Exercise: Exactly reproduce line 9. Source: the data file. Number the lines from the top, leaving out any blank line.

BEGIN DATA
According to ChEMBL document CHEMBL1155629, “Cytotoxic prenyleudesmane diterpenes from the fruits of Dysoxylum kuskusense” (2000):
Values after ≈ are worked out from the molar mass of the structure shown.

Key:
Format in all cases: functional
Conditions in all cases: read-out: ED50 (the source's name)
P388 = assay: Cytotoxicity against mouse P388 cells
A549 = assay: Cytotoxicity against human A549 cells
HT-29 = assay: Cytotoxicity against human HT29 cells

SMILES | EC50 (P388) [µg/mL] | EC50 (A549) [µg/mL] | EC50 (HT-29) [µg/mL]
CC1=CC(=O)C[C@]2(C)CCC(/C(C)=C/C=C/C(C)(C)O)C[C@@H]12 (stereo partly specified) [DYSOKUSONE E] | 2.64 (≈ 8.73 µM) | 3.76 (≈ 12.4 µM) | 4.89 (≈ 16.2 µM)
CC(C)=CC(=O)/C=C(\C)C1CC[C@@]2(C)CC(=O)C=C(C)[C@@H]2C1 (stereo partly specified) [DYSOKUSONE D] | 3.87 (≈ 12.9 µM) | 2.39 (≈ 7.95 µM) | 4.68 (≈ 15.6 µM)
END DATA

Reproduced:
SMILES | EC50 (P388) [µg/mL] | EC50 (A549) [µg/mL] | EC50 (HT-29) [µg/mL]